Southern Alberta Trail Mapping Project
1) How do I make a good track log?
a. Before starting your trip, go into the Setup menu for your GPSr. If it has options for adjusting the recording frequency or quality set it to the best available. Usually this is shown as "most often".
2) What do you want me to send you?
3) What trails do you need?
the Trail List section for a list of current
the mapset. Feel free to send any trail data that you might have
it is shown in the list. If we already have a trail, we will
data and look for descrepancies that could help to improve the mapset.
We are also pleased to get "routes" of any ascent or descent that you have done. Any path that is not on a well defined trail is marked as a route (Rt) on the maps to let you know that the path is only one possible way to the destination.
4) I've uploaded your maps and I found an error or would like to see a change made.
Please feel free to send any helpful information to our e-mail address. This mapping project is for you the map user and anything we can do to make it more useful is our goal.
5) I've installed your maps and I can’t see anything in Mapsource or Basecamp.
a) First you need to choose the mapset. Click on “View” in the menu bar. Then choose “Switch to Map Product” and click on “Southern Alberta Trail Maps”. When chosen, a checkmark should appear next to the name.
b) Next you need to be looking at a location on the map that has a trail on it. Open the test file by clicking on this sentence. Then center the map on the one waypoint in the file. Click on the “Waypoints” tab is the side bar. Right click on the waypoint “Forgetmenotpond” and choose “Show Selected Waypoint on Map”. The map will then center on that waypoint.
c) Now zoom in using the magnifying glass symbol with the + inside in the upper toolbar until the trails show up. If you are still not seeing anything, try pressing CRTRL-G.
6) How do I get these to auto-route?
I want to go to a spot in
This is not the greatest way to get to that location. Fortunately I have the Southern Alberta Trail maps and can see a nice trail to take me there. I ignore the route and head towards the trailhead. Once I get off of the City Select route, the unit recalculates the route and uses the Southern Alberta Trail Maps instead as I have moved onto those maps.
You may need to manually force the unit to recalculate depending on the situation.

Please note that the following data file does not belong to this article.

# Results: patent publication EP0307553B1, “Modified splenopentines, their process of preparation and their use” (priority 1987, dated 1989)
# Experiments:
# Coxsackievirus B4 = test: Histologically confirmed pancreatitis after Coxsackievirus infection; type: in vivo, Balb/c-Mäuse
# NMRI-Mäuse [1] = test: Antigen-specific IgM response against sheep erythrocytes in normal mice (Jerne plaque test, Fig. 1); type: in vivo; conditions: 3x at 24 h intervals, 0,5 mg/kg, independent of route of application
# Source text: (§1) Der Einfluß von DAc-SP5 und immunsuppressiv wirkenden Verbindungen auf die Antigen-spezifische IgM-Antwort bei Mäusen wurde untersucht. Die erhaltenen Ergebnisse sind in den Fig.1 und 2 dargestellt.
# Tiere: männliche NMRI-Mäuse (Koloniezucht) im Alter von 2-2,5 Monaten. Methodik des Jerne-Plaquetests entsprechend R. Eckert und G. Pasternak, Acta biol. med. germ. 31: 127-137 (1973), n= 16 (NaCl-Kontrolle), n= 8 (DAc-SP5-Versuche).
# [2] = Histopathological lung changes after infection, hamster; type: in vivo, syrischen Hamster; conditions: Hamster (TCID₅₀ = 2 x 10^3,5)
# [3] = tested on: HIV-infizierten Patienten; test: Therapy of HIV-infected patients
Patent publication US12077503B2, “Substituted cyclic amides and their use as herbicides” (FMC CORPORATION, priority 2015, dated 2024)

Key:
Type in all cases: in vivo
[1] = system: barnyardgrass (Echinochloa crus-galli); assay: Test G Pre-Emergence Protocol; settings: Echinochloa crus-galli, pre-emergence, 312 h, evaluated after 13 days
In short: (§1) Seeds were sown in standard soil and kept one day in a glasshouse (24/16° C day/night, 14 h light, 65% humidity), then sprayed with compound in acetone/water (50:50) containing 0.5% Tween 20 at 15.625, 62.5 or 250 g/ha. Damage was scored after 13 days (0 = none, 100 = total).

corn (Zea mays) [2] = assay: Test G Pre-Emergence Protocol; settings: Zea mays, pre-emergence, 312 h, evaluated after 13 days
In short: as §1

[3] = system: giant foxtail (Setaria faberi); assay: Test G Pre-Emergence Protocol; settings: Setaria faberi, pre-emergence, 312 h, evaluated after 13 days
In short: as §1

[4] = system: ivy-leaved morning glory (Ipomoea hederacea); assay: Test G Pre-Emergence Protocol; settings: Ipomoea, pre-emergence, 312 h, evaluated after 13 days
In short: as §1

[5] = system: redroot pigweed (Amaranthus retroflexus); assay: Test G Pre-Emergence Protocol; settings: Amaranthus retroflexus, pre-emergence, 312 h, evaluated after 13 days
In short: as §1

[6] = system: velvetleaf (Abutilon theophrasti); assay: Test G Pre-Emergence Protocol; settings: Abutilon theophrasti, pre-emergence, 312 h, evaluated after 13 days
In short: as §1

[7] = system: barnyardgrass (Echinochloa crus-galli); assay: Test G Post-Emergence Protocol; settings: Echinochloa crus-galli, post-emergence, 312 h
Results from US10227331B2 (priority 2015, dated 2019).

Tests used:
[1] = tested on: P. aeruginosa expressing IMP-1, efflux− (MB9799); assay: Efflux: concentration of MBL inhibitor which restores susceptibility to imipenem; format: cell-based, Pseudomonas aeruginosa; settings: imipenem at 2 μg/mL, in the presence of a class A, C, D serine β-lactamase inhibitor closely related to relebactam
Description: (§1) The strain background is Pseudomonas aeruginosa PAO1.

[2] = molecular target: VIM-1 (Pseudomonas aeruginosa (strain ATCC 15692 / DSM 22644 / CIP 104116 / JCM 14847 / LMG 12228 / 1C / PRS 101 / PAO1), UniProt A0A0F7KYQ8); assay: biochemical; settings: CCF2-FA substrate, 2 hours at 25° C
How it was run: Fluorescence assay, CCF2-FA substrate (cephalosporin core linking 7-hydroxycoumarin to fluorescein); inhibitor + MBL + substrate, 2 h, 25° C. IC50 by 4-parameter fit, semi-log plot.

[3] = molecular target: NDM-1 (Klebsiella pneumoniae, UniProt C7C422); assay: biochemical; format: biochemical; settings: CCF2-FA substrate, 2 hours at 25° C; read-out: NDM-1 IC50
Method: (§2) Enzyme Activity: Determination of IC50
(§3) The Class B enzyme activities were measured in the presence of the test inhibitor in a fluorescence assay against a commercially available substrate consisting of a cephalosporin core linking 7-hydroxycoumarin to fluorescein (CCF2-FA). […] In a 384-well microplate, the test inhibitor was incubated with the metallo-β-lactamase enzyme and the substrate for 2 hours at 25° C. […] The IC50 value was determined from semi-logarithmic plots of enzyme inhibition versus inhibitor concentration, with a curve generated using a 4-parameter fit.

7) If the road or trail is on both map sets, which map will the unit use in routing?
The unit should choose the Southern Alberta Trail Maps in preference to any other maps as long as they are “normal” and not “transparent” maps.
8) I keep get route calculation errors when used with other routable maps.
On the newer style units like the Nuvis and
9) In Mapsource, I see roads and rivers, but they are not on the GPS.
Starting in version 1.14, we have added roads, water features and some points of interest that are ONLY viewable within Mapsource. These have been provided to aid in route planning. The data is from Ibycus’ maps (www.ibycus.com). If you would like this data on your GPS, please install Ibycus’ maps at the same time as the CAT maps and you will see them together.
Starting in version 1.18, this road data is now on a second detailed map. If you do not want these roads on the GPS, make sure NOT to send the map titled “Mapsource Only” to the GPS and only the “Southern Alberta Trail Maps”. See this page for more details.
10) The trails are red in Mapsource but not on my GPS
Starting in version 1.14, TYP customization has been added to improve the visibility of trails and unpaved roads. This customization only works within Mapsource and on newer style Garmin GPS units. Older units do not support this and the trails will appear as they normally did in the past.
11) What are the different lines for and what is "Thick" and "Thin".
a) The thick lines are a bit wider and work best on the higher resolution units like the Oregon. The thin lines are better for low resolution units like a 64. Use what you feel looks best.
b) There are four main "trail" types used. These give a rough indication of the type of trail, but you should be familiar with the local rules and not take these as gospel.